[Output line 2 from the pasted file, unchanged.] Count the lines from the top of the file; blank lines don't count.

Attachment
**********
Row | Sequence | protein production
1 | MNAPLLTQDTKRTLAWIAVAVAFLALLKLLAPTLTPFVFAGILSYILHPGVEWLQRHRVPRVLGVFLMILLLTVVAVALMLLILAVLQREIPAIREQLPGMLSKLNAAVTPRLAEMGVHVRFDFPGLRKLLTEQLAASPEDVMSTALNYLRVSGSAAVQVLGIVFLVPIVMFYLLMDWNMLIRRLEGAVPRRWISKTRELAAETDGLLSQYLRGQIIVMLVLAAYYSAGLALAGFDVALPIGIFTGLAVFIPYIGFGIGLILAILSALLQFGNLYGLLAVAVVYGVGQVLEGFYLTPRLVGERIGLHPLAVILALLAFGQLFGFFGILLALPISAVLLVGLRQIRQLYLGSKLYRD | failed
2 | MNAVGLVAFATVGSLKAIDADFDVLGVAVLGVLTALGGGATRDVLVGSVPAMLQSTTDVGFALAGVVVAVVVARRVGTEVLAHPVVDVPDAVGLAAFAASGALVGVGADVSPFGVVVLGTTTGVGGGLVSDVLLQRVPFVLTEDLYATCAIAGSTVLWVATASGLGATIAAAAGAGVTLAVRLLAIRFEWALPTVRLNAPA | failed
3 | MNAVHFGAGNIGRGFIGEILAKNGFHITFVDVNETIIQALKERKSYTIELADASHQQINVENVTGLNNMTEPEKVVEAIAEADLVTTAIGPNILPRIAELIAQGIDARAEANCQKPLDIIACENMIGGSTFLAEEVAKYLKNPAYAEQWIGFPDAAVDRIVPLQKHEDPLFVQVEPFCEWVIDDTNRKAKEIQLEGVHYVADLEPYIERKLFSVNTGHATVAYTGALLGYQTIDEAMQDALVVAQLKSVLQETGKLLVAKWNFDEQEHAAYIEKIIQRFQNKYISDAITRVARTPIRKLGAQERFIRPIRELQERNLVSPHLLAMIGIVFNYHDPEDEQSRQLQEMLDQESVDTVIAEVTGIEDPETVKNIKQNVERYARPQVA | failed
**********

1 | MNAPLLTQDTKRTLAWIAVAVAFLALLKLLAPTLTPFVFAGILSYILHPGVEWLQRHRVPRVLGVFLMILLLTVVAVALMLLILAVLQREIPAIREQLPGMLSKLNAAVTPRLAEMGVHVRFDFPGLRKLLTEQLAASPEDVMSTALNYLRVSGSAAVQVLGIVFLVPIVMFYLLMDWNMLIRRLEGAVPRRWISKTRELAAETDGLLSQYLRGQIIVMLVLAAYYSAGLALAGFDVALPIGIFTGLAVFIPYIGFGIGLILAILSALLQFGNLYGLLAVAVVYGVGQVLEGFYLTPRLVGERIGLHPLAVILALLAFGQLFGFFGILLALPISAVLLVGLRQIRQLYLGSKLYRD | failed